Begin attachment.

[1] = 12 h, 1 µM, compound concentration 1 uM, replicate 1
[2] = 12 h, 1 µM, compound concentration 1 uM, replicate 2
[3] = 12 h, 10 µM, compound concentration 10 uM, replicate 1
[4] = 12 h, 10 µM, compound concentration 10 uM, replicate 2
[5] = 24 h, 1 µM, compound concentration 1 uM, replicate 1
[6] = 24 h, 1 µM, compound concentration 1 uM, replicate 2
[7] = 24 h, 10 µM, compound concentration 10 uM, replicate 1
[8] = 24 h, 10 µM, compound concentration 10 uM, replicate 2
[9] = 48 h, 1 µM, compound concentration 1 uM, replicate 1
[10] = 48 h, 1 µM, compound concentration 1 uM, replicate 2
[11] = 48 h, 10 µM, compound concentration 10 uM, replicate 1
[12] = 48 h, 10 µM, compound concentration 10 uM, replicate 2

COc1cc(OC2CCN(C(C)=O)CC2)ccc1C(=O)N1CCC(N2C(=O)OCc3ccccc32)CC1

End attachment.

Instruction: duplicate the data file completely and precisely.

[1] = 12 h, 1 µM, compound concentration 1 uM, replicate 1
[2] = 12 h, 1 µM, compound concentration 1 uM, replicate 2
[3] = 12 h, 10 µM, compound concentration 10 uM, replicate 1
[4] = 12 h, 10 µM, compound concentration 10 uM, replicate 2
[5] = 24 h, 1 µM, compound concentration 1 uM, replicate 1
[6] = 24 h, 1 µM, compound concentration 1 uM, replicate 2
[7] = 24 h, 10 µM, compound concentration 10 uM, replicate 1
[8] = 24 h, 10 µM, compound concentration 10 uM, replicate 2
[9] = 48 h, 1 µM, compound concentration 1 uM, replicate 1
[10] = 48 h, 1 µM, compound concentration 1 uM, replicate 2
[11] = 48 h, 10 µM, compound concentration 10 uM, replicate 1
[12] = 48 h, 10 µM, compound concentration 10 uM, replicate 2

COc1cc(OC2CCN(C(C)=O)CC2)ccc1C(=O)N1CCC(N2C(=O)OCc3ccccc32)CC1